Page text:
Si discute in America della norma secondo la quale i consumatori non hanno il diritto di aggiustare la roba che hanno comprato – o di scegliere a chi farla aggiustare – se nel mettere le mani sui prodotti da aggiustare violano il copyright. “The US Copyright Office is consulting on this insane situation, asking for your comments about whether you should be allowed to decide who fixes your stuff, and how you use your stuff, and whether people who discover that your stuff is unsafe should be allowed to tell you about it. You can weigh in on the matter through EFF’s Action Center.” (BoingBoing).
È chiaro che il copyright è andato oltre un equilibrio sano: i produttori sembrano pensare di cedere soltanto una licenza del loro prodotto, anche se continuano a farlo pagare come se fosse una cessione di proprietà. Se non ci sarà un nuovo equilibrio, che tenga conto di tutti gli interessi in gioco, il copyright diventerà un freno all’innovazione, al consumo, alla crescita.
In ogni caso, il copyright non può essere considerato un diritto assoluto, non proporzionato nei confronti di altri diritti.
Le preoccupazioni sull’equilibrio nel copyright sono anche all’Onu. Un comunicato stampa dell’Unctad, la conferenza dell’Onu per lo sviluppo e il commercio, è da leggere:
Geneva, 14 October 2016 – Potentially anticompetitive practices in the pharmaceutical industry are among topics to be discussed at a global meeting on competition next week in Geneva.
Pharmaceutical companies say patent protection is necessary to cover the average $1.38 billion costs of developing a newer, better drug. But concern sometimes arises when companies use tactics to extend the life of the patent and delay exposure to competition, says Ebru Gokce, an UNCTAD economist working on competition policy and consumer protection issues.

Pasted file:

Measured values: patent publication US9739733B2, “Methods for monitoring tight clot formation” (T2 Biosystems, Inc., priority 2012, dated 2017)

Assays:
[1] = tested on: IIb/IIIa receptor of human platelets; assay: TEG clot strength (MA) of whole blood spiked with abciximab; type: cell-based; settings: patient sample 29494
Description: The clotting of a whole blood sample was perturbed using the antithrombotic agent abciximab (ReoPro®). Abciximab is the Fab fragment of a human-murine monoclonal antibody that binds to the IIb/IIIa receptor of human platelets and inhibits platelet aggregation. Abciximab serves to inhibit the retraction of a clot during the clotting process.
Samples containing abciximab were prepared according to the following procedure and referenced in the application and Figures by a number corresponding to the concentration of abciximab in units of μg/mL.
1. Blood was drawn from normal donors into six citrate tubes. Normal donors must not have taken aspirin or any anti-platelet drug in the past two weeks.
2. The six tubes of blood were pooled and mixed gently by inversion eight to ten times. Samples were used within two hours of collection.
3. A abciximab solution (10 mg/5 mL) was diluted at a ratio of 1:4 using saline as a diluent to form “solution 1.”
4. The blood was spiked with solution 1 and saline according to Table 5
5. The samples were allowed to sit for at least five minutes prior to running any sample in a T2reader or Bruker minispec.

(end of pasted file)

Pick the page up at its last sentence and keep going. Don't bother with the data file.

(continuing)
“We’re not questioning the merit of patent protection. We’re questioning the anti-competitive nature of practices, such as pay-for-delay agreements, that prolong market exclusivity,” Ms. Gokce says, referring to agreements which occur when a patent holder compensates a competitor to delay or abandon the launch of a generic drug.
The pharmaceutical industry presents such an important example of how intellectual property rights under certain circumstances may raise competition-related concerns. With some two billion people around the globe lacking access to essential medicines, keeping pharmaceutical markets fair and competitive will be critical to deliver on the Sustainable Development Goals, especially goal 3 on health and well-being.
“The key is to find the right balance between the inventor’s rights and those of the consumer,” Ms. Gokce says. “The goal is to prevent anticompetitive practices while maintaining the rewards and incentives provided by a fair and reliable patent system.”
Some regulators have started clamping down on pay-for-delay deals. This year the European Union general court upheld a decision to fine a Danish drugmaker almost €150 million for paying rivals to delay sales of generic copies of its anti-depressant Citalopram.
And banning such agreements, which cost American consumers $3.5 billion a year, has become a central point in US presidential hopeful Hillary Clinton’s plan to reduce America’s health bill if elected in November.
“For now, pay-for-delay deals are much more prevalent in developed countries,” Ms. Gocke says. “But we’ve seen a few in emerging markets, and as generic manufacturers in developing countries continue to grow, this tactic may become more frequent.”
“This is why it’s important to discuss this topic with competition authorities from all over the globe at this year’s meeting on competition policy.”
The 15th Intergovernmental Group of Experts Meeting on Competition Law and Policy, which takes place from 19 to 21 October, marks the 70th anniversary since the UN first discussed ‘restrictive business practices’.”